"The sieves go down to 6mm so that we guarantee we can pick up small fragments of bone, teeth, and any identifiable part of the human body we can pick up at that stage," Hutchins said.
"All the debris from that flat is then packaged and is kept to one side and is marked with the floor number and the flat number so we can identify those bags. Then once we have cleared that flat, we then move on to the next flat and the process is repeated again until we have cleared every single flat in this tower block."
The danger to the teams working in the building is not insignificant. Safety problems due to the tower's weakened structure have hampered the search at every stage. They must wear several layers of protective clothing and breathing equipment and they must sometimes carefully work their way up all 23 flights of stairs.
On average the teams spend three hours searching at a time, buffeted by a half-hour break in between. This varies due to the weather – on hot days there is a risk of heat exhaustion and dehydration.
Hutchins stressed that the search team are all volunteers – they're regular police officers who don't get paid any extra for their role at Grenfell – and that team spirit is very high.
"The team are an amazing bunch of people. The DVI officers we have are extremely passionate about what we do and that is fundamental.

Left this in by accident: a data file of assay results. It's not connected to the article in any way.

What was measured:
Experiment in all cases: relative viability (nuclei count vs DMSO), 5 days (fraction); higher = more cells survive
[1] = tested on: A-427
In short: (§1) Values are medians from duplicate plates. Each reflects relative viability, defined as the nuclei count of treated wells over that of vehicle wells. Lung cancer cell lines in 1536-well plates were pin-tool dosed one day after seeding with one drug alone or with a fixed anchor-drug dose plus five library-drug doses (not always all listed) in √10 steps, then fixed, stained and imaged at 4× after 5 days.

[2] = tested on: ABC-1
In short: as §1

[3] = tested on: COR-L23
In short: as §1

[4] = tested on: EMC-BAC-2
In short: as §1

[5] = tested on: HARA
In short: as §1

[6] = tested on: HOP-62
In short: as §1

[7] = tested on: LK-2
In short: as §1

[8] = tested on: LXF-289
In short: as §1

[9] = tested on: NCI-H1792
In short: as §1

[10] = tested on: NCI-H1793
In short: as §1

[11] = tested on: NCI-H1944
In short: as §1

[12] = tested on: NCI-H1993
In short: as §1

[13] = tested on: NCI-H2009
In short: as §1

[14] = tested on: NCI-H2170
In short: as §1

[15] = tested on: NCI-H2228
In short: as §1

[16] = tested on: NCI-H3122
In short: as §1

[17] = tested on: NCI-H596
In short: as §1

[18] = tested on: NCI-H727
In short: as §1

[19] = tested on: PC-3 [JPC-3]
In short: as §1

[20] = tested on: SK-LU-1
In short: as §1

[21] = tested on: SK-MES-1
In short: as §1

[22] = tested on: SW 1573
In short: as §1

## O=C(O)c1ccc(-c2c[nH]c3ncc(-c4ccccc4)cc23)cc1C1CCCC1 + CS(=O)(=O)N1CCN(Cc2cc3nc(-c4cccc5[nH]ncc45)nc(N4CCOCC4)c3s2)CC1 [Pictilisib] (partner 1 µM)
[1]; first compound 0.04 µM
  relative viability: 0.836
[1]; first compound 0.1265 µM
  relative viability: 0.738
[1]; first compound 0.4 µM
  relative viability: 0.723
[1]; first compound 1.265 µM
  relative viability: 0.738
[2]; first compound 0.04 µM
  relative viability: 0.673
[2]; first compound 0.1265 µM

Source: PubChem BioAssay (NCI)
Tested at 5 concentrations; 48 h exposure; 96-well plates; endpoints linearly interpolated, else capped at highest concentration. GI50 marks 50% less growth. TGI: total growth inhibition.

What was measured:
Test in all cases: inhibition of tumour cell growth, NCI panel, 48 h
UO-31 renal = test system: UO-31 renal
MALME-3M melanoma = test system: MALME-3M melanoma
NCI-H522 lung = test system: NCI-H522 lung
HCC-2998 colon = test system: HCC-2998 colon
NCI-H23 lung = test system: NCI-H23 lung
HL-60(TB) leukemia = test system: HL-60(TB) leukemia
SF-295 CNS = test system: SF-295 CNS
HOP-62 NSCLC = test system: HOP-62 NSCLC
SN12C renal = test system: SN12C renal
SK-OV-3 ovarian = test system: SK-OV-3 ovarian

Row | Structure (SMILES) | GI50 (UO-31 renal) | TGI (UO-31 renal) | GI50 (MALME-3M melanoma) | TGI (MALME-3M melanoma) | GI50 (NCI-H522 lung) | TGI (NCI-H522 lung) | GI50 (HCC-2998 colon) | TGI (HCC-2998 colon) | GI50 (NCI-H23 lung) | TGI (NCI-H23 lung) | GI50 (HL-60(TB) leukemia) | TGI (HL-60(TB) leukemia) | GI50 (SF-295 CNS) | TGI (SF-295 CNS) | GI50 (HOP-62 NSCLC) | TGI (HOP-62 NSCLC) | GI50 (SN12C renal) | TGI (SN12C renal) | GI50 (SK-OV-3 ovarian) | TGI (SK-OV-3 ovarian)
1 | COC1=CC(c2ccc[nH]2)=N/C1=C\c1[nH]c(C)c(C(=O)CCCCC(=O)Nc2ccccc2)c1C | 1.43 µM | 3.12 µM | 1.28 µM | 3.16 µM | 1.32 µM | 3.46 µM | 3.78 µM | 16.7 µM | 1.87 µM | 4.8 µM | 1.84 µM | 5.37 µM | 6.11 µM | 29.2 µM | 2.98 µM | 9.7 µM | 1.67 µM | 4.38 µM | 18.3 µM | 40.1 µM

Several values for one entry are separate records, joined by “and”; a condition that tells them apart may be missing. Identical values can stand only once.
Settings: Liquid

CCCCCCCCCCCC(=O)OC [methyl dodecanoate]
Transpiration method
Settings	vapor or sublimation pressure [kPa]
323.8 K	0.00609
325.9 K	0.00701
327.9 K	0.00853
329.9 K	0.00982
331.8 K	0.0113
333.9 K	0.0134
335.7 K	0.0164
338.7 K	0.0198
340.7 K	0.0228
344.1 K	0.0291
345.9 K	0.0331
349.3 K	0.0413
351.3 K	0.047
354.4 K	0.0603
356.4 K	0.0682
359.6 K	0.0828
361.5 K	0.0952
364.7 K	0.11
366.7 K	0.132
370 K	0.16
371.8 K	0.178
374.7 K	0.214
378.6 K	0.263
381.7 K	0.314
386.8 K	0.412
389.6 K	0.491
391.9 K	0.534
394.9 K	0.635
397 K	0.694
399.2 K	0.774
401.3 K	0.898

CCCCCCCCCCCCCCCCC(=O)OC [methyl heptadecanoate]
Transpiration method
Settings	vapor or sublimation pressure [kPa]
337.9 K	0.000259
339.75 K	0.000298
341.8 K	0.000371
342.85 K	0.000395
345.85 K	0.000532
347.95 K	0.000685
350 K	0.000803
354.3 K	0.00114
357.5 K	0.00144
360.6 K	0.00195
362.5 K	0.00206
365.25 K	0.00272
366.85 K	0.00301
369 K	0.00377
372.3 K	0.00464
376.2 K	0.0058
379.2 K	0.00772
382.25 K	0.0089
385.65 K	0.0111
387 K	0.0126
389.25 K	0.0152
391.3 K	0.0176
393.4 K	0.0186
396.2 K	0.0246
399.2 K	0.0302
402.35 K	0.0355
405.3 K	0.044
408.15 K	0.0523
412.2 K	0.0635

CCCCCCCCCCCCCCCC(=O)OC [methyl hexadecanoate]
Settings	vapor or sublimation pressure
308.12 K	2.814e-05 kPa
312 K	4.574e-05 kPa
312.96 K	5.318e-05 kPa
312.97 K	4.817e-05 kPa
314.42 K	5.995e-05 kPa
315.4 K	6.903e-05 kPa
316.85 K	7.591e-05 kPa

"We believe in dignity in death, we believe in repatriating loved ones to their family members as fast as we can, but also we believe in adhering to a safe system of work and an identification process that is going to ensure that the right person gets bought back to their loved ones."
Asked whether he ever thinks about the life of the person who lived in the flat he is searching, Hutchins said: "It’s difficult. Personally I try and separate myself from that because emotionally it can become very taxing if you get fixated on a person.
"But that doesn’t mean we are callous. It doesn’t mean we don’t understand what this family has gone through. What it means is that we need that slight detachment from them to enable to do our job effectively and to keep doing that. For me that’s how I deal with it."
As for how long the whole process could take, Hutchins said the team's archaeologists had estimated it could be four months, slightly shorter than the Met's earlier estimate of no sooner than Christmas, although this could increase over time.
He was also asked directly about the belief among some survivors and people in the local community that the true number of those who died in the tower has been suppressed, a view shared vigorously on social media on a daily basis despite repeated police denials.
He said: "I deeply, deeply understand the frustration the families have and the answers they want, and it is only natural. All I can say is, please be patient. We are doing our utmost best for you and we are working as hard as we can.
"My teams cannot work any harder. It’s extremely difficult for them to understand because it is not their world and I don’t think anything I can say here can clearly convey that to them but we are trying our very best to get our loved ones back."
Patrick Smith is a senior reporter for BuzzFeed News and is based in London.
Contact Patrick Smith at email@example.com.